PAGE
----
The Great Bend of the Yarlung Tsangpo River is also known as one of the most bio-diverse regions in the world in terms of plant species. Although it is hard to imagine how botanists studied and added up the numbers of different plant species in this hard-to-travel corner, this official site boasts the existence of 3,700 plant species and emphasizes "the primordial nature of the plants" in the region. The ecological integrity of the Great Bend area is critical for the conservation of the Himalayas as one the world's richest but at greatest-risk areas for biodiversity (hotspot).

To the Tibetans, the Great Bend region is known as Pema Koe, the most sacred beyul blessed by Guru Rinpoche, Padmasambhava, the Indian Buddhist yogin credited with firmly establishing Buddhism in Tibet. Generations of visionary Tibetan Buddhist masters have revealed "hidden treasures" (གཏེར་མ་) and made journeys through the different layers of spiritual doors of beyul Pema Koe. Tibetans also consider the region as the home of the Goddess Dorje Phakmo (Vajra Yogini).

Similar to the Tibet map depicted as a demoness lying on her back, this local trekking group describes the sacred geography of the Pema Koe region as mapped onto the body of the goddess Dorje Phakmo herself: "Her head is the Kangri Kangpo [White Snow Mountain], her two breasts [are] Namche Barwa and Gyala Peri [mountains] respectively. The lower part of her body lies in Yangsang or the innermost Pemako which is the upper Siang region of Arunachal Pradesh. In the confluence of Siang (Tsangpo) and Yangsang is the sacred tri[a]ngle Kila Yangzom the vulva of Goddess Dorje Phagmo." These beliefs and pilgrimage practices have religious and cultural significance for millions of Buddhists around the world.

The Great Bend of the Tsangpo-Brahmaputra. Photo courtesy of Christoph Hormann of www.imagico.de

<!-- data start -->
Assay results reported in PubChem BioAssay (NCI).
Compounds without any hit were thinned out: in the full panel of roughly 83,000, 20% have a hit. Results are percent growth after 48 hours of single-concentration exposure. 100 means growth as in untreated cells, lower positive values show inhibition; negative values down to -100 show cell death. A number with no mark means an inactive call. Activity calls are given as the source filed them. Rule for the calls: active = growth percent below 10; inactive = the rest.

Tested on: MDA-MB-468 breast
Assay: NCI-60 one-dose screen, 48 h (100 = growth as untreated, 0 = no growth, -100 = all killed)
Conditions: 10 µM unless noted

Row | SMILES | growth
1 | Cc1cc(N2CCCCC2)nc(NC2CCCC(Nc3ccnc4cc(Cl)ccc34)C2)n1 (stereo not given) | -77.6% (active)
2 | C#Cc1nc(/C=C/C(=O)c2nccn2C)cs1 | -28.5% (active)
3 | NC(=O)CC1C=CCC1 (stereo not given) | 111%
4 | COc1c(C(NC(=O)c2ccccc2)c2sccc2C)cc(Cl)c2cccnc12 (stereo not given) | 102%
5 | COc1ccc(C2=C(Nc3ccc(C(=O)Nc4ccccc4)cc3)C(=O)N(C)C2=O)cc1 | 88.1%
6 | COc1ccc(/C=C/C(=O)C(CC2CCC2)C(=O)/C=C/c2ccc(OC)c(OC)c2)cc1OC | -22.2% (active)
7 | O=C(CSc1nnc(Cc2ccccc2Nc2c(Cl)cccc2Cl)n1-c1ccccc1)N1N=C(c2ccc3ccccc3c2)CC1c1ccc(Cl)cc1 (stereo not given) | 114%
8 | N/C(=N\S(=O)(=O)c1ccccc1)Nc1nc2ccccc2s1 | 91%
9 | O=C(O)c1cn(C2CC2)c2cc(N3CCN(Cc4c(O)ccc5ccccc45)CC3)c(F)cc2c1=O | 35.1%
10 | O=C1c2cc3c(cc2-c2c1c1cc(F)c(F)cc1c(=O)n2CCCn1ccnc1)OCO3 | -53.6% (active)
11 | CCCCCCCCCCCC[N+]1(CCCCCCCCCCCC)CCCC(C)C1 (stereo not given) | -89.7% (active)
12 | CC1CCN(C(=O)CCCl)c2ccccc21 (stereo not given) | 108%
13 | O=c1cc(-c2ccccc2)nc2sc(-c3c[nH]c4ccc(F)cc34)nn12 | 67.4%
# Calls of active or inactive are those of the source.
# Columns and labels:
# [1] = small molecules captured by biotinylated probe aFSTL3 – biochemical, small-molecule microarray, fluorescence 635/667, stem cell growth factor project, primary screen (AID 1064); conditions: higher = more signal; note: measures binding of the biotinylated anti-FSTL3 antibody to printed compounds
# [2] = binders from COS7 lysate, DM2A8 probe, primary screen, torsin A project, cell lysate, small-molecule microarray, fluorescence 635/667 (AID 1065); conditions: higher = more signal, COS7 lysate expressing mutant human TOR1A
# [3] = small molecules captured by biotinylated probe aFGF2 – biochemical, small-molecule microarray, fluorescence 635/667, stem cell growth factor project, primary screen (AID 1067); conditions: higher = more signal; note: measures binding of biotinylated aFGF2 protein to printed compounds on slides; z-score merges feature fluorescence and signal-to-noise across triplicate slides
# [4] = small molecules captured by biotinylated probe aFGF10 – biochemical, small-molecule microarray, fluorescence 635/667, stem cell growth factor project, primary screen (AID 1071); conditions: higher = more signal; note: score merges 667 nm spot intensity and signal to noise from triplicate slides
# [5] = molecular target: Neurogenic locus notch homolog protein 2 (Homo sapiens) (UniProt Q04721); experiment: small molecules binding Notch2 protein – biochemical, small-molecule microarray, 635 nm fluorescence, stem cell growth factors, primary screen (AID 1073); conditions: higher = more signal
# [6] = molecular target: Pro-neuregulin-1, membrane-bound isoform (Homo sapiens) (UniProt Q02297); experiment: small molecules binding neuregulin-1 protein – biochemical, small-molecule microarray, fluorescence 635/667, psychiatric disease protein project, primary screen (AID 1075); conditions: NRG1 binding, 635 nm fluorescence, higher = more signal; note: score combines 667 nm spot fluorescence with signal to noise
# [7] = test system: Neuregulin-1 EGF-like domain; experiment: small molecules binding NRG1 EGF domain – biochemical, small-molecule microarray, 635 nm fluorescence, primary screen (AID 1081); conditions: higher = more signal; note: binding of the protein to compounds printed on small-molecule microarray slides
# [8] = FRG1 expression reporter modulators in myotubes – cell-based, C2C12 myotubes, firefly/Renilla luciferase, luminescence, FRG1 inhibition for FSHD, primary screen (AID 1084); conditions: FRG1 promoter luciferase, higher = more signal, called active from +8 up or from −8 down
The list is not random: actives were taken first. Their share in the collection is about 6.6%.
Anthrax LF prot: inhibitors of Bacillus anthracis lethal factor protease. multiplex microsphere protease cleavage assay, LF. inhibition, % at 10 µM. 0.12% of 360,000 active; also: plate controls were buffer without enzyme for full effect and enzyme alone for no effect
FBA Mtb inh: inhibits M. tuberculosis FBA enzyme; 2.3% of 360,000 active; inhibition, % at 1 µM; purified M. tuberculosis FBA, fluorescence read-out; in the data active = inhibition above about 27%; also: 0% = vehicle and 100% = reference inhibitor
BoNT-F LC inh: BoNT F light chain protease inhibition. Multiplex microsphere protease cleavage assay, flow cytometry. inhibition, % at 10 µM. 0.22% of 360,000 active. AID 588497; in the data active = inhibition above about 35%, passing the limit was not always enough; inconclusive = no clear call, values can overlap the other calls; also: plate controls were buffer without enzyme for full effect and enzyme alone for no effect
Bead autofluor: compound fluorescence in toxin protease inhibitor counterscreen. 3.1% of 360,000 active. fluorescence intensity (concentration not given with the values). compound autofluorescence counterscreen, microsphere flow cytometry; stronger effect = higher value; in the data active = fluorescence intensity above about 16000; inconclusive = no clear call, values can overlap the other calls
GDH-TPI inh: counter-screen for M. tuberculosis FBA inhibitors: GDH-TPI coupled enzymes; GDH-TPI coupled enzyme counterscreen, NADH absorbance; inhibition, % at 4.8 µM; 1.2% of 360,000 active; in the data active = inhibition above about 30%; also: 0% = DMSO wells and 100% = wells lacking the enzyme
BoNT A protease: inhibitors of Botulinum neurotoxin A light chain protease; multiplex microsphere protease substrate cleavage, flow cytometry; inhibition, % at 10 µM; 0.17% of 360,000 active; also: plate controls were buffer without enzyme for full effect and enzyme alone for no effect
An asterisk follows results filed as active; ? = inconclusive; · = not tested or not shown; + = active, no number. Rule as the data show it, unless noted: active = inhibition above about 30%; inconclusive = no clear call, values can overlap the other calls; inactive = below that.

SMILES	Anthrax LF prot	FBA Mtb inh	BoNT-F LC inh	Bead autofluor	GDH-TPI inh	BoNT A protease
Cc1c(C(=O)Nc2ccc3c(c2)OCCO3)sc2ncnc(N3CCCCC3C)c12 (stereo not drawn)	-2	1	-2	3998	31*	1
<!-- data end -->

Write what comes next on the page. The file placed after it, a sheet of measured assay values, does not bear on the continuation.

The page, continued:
The map shows two different proposals to harness the hydroelectric potential of the Great Bend: Motuo and Daduqia. The tunnels for Motuo project starts at Lungpe and ends at Metog (མེ་ཏོག༑). Daduqia starts near Pe (ཕད་) and ends at Digdong (སྡིག་གདོང་) near the Indian border. Of these two projects, China is likely to build the 38,000 MW hydropower station near Metog called Motuo in Chinese. This project is feasible from an economic and engineering perspective, although there will be major environmental and seismic issues involved due to the size of the reservoir if the Chinese government decides to build a large dam at the lower end of the tunnels. The status of the project shown as under active consideration is based on informed assessments and evidence. The project is likely to be built after related infrastructure of nearby dams to supply power for its construction and ultra-high voltage power transmission lines are completed. Although the July 2003 Xinhua reports of preliminary studies conducted in the region are not available online anymore, there are several evidences online including discussions of the project on official, academic and other professional websites. The following annotated map of the State Grid Corporation of China envisions the Motuo project connected to ultra high voltage lines of China.